In April 2014, Josh and I started Underdog.io as a side project to help pay the bills and buy some time to finish another product that we had been building. The premise behind Underdog.io was simple. If the hiring/recruiting spectrum is bookended by job boards on one side and agency recruiters on the other, we saw an opportunity to build something in between the two that struck a balance between the effectiveness of a good recruiter and the simplicity and inexpensiveness of a job board.
Sixteen months later, we’re a team of five with a healthy six-figure ARR. Aside from a $20,000 loan from a friend, we haven’t raised any money. We thought it would be helpful to share how we’ve made it work so far and some of the things that we’ve struggled with.
Balancing revenue and user experience
For us, there has always been a healthy tension between maximizing revenue and really nailing user experience. We realized pretty early on that, in order to attract the highest-quality candidates, we could only work with the highest-quality technology companies. To maintain that standard, we’ve turned down more than 50% of the businesses that have tried to sign up for Underdog.io. Sometimes this literally means refunding money to willing buyers, which hurts. Keeping the bar high allows us to work with some of the most talented engineers, designers, product managers, and businesspeople in the industry, which is what we want. We’re leaving money on the table in the short term, but ensuring a better candidate experience for the long haul.
Aside from a two-month-long experiment, we’ve also resisted the urge to charge placement fees, the typical unit of payment in the hiring industry. Instead we charge companies a low monthly subscription fee. Our commitment to lowering the cost of making a hire and removing unnecessary intermediaries, both of which are part of our company DNA, are more important to us than chasing short-term dollars.
Staying small and moving slowly
We’ve been perpetually understaffed since day one. My co-founder Josh likes to say that the five of us are doing the work of a team twice our size. He’s not far off. To fill holes, we liberally hire freelancers with domain expertise that we don’t have in-house. We’ve worked with incredible engineers, marketers, designers, and community managers during the last year. Using freelancers smartly is a great way to keep costs down; it’s also a nice way to test out fit with candidates. Our first engineering hire joined full time after doing a three-month contract with us.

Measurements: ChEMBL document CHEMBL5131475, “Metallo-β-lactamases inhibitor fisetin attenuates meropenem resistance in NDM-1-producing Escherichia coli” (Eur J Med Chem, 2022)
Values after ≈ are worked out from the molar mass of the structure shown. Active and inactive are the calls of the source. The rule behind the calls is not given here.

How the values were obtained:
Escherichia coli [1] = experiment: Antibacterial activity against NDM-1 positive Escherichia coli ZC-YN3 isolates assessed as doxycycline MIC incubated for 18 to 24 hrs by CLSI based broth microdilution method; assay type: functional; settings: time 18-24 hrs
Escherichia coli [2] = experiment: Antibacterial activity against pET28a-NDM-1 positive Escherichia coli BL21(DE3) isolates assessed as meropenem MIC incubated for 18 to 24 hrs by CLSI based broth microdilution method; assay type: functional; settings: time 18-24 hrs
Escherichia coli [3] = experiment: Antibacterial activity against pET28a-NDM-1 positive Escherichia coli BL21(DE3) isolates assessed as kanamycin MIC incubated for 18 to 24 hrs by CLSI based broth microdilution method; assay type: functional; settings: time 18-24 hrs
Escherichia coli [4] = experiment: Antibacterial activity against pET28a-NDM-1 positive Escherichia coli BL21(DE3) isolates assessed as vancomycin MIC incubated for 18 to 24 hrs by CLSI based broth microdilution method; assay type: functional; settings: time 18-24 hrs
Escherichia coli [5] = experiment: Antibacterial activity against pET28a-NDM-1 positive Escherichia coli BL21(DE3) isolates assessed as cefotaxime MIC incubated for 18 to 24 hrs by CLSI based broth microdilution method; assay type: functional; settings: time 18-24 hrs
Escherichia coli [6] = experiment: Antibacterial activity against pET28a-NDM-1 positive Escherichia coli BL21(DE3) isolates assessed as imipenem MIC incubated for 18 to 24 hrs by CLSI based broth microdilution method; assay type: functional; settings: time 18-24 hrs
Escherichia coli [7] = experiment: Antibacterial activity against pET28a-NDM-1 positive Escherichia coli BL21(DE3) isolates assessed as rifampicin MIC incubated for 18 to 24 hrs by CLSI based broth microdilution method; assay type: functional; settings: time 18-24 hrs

Part of staying small means coming to terms with a comparatively slower product development cycle than companies with deeper pockets. Internally, we’ve built a powerful tool that automates much of the work that goes into our weekly candidate batching and delivery process, but for our users, we’re still an email-based product. I never thought that, 16 months in, we’d be using a site that’s nearly identical to the one that Josh and I threw together during a two-day build in April 2014, but we’ve prioritized other projects instead.
One of the unintended consequences of this approach is that we produce a much simpler product for companies to digest. Many of our customers continue to tell us that they love the simplicity. What we did out of necessity has become a strength of the business.
Aligning founder expectations early on
Whether you’re planning to raise money or bootstrap, everyone on the founding team needs to be aligned about where the company is heading and how it’s being funded. This is especially true in a company’s early days, a lesson that we learned the hard way.
Since Underdog.io started out as a side project, we didn’t really have massive ambitions beyond working together on something cool and building a product that customers would pay for. We wavered on the question of raising money. We hadn’t necessarily planned to build a bootstrapped business, but we wanted to have full control over our product and move at our own pace. A few months after launch, and in part because of poor communication internally about our fundraising strategy, we parted ways with a third co-founder. He needed more money than our bootstrapped business was making to support his family.
At that point, things looked pretty bleak. We had lost our engineering lead and a lot of our early momentum. Josh and I had some difficult conversations, confirmed that we were still having fun, took the $20K cash infusion to backstop us, and got back to work.
(Side lesson: it’s helpful for founders to be as transparent as possible with each other about their personal finances. Josh knows how much money I spend every month, and vice versa. We’ve paid each other matching salaries since we first started taking one, which wasn’t all that long ago.)
The reality, of course, is that bootstrapping is neither harder nor easier than raising money. Both paths are extremely, extremely hard.
Would we be more compelled to focus more on revenue — possibly at the expense of UX — had we raised money? Maybe. Would we have built more public-facing product? Probably. But, would we raise money if we had to do it all over again? Definitely not. We’re not allergic to taking money, but if we do go out and raise, we want to make sure that it’s the responsible thing to do for the business. In the meantime, we’ve enjoyed staying self-funded and singularly focused on helping people find great jobs with great companies.
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Published in #SWLH (Startups, Wanderlust, and Life Hacking)